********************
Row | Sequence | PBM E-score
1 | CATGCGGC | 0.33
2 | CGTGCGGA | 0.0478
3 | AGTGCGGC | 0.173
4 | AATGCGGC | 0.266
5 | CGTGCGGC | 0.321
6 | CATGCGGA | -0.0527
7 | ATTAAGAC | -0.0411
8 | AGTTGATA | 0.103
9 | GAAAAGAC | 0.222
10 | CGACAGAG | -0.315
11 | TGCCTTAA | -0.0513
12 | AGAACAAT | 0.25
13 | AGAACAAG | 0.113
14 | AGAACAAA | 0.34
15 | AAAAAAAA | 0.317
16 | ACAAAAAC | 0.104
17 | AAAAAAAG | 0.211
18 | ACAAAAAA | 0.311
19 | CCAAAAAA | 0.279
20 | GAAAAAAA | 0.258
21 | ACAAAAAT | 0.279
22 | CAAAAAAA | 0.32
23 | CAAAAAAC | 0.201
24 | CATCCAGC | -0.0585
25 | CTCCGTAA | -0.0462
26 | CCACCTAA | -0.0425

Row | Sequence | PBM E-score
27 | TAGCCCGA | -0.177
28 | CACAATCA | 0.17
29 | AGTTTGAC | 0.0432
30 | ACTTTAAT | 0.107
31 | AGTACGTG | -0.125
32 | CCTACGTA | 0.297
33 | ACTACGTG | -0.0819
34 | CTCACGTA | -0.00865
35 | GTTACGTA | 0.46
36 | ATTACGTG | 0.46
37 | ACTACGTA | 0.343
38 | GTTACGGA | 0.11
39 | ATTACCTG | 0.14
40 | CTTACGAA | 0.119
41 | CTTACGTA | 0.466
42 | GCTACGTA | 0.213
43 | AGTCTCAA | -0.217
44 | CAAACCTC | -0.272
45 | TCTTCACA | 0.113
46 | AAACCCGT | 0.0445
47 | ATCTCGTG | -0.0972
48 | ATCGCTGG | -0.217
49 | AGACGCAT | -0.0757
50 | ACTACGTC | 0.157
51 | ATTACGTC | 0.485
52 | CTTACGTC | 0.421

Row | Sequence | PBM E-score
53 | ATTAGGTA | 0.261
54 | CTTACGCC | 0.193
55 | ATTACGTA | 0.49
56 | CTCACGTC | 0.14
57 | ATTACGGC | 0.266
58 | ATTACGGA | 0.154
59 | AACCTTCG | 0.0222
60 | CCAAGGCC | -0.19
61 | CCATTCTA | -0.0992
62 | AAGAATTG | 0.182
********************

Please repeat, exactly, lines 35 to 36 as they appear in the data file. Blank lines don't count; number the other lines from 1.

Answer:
33 | ACTACGTG | -0.0819
34 | CTCACGTA | -0.00865